With the daily reports of Japanese committing patricide, matricide, and infanticide, not to mention the omnipresent biker gangs ruining many a night's sleep, police should try to maintain a balance. Temper their reports with comparisons to rising Japanese crime.

The media should at least acknowledge a statistical fact of the sample: The foreign population is growing while the Japanese one is not. More foreigners present means more foreigners who can commit crime. In actuality, some foreign crimes, both as an absolute and as a proportion of the total population, have fallen.

But reporting that would go against the sociology of crime. If the Japanese crime rate is reported as rising--which it is--the police will be seen as not doing their job. If the foreign rate reportedly rises, then more blame falls on the bad guests, who shouldn't be here making trouble anyway.

Not to mention that anticipating unpredictable foreign criminal behavior (visible in the overreaction to hooligans in Sapporo during the World Cup) helps police budgets grow.

This must stop. With Japan's aging society and groaning tax base, both the UN and a Prime Minister's commission reported in 2000 that Japan needs immigration.

Attracting and assimilating immigrants would be much easier if police stop fearmongering. Afford residents equal protection of the law. Not unequal application and reporting.

813 words

(A different version--updated with the Nakano Police information--of this article was published in the Japan Times, October 4, 2002 in the Zeit Gist column:

Foreigner crime stats cover up a real cop-out

The title is good, but I like my version of the article better--especially because the vital paragraph about "the sociology of crime" in Japan, was edited out. Pity. Also, the editor did not run the revised version of the article by me before publication, which is also a pity.)

Arudou Debito
(Links to substantiation for all claims in my article may be found at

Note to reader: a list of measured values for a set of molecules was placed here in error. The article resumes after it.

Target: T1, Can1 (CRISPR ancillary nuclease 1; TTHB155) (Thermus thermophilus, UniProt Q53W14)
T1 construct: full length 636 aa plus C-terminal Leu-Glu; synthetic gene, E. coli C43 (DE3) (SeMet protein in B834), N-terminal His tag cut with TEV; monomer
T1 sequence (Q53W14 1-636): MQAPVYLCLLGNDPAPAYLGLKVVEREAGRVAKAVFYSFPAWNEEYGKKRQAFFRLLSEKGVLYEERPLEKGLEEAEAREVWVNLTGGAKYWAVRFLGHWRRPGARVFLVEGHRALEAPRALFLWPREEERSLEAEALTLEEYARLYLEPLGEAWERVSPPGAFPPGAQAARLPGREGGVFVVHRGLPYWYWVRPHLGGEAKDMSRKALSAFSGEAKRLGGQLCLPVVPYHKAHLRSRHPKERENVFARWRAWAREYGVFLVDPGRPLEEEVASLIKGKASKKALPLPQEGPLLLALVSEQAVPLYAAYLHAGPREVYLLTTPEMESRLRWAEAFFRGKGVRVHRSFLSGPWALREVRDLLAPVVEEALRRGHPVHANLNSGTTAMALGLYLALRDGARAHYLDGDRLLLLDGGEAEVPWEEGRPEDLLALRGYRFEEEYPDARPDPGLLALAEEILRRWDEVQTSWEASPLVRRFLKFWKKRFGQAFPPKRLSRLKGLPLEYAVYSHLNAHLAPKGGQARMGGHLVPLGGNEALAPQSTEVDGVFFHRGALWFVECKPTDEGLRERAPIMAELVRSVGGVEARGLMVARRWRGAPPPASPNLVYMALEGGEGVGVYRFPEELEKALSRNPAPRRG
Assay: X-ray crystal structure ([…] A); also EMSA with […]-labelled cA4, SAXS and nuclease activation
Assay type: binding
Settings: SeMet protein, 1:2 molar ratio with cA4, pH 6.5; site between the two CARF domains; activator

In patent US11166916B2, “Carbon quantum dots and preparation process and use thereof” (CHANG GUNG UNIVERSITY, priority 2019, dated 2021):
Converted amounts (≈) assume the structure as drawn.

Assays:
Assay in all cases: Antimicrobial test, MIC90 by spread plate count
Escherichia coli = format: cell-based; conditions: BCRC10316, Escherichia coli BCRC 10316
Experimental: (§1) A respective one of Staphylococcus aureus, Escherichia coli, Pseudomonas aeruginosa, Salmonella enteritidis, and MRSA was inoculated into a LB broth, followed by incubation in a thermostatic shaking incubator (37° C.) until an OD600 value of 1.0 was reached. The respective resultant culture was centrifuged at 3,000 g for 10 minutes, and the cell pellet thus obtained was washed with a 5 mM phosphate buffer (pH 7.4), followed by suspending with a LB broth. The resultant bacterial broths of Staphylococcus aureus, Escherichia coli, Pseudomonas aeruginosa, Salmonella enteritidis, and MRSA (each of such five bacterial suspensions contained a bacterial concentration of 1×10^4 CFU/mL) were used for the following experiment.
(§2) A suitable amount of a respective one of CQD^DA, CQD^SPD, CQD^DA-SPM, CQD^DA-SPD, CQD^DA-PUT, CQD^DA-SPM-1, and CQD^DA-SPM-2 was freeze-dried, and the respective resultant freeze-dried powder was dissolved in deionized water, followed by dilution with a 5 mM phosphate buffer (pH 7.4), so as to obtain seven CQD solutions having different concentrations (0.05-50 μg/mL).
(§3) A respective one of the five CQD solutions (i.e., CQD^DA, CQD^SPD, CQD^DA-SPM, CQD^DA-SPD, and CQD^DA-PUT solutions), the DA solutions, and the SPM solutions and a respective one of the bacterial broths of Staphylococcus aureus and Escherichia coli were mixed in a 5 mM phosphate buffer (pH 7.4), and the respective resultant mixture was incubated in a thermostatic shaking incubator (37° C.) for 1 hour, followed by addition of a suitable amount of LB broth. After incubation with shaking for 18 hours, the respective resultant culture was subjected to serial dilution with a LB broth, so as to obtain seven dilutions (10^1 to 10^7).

www.debito.org: Links Page for Japan Times Zeit Gist Article)
The way the Japanese tend to deny anything wrong happening in their country is one of the things that I find so interesting about them. In many ways they are so different from western culture. I find it all very fascinating.
True, but are the Japanese the only country that does so?

I found out that they just express the problems the in a different way. David Spectre and other foreigns have made themselves a name by being the ones who rain complaints on the country, the Japanese in turn allow this happen since they themselves can't do it.
On november 20 in the Japan times there was another prime example of the blame the gaijin for the crime game. It seems that the government has finally figured out that we are not comiting all of the crimes and are instead blaming foreigners for being criminal "models" for the Japanese. Yeah like no Japanese person had ever commited murder before some hairy gaijin came along and showed them how.
I was just watching the NHK news today about Tokyo Governor Ishihara appointing the former head of the Hiroshima police as his new vice governor in order to handle Tokyo's growing crime rate. Tokyo's serious crime rate, that of murders and robberies hit a new record last year, so he brought this outsider in to 'clean up the nation's capital." What is his big plan to make the streets safe? He says it includes 3 main policies,

1) crack down harder on illegal immigrants.

2) Install more security cameras in public places.

3) Have city bureacrats work directly for the police to free up officers time so they can be out on the streets.

Sound like a winning plan? I mean, if he gets rid of all the foreigners in Japan that'll take care of almost 1% of the crime. Visa violations are a serious offense after all, think of all the hurt feelings at the ministry of immigration when they find out people are just ignoring the rules. Disgusting.

Additionally, security cameras certainly are effective at dettering murderers and armed robbers from commiting crime, they hate wearing masks and stuff to hide their identity.

Those measures, combined with more cops on the beat directing traffic at deserted intersections will certainly have the criminal elements in Japanese society on the run. Mr. Ishihara is to be applauded for coming up with such rational proposals to improve our safety.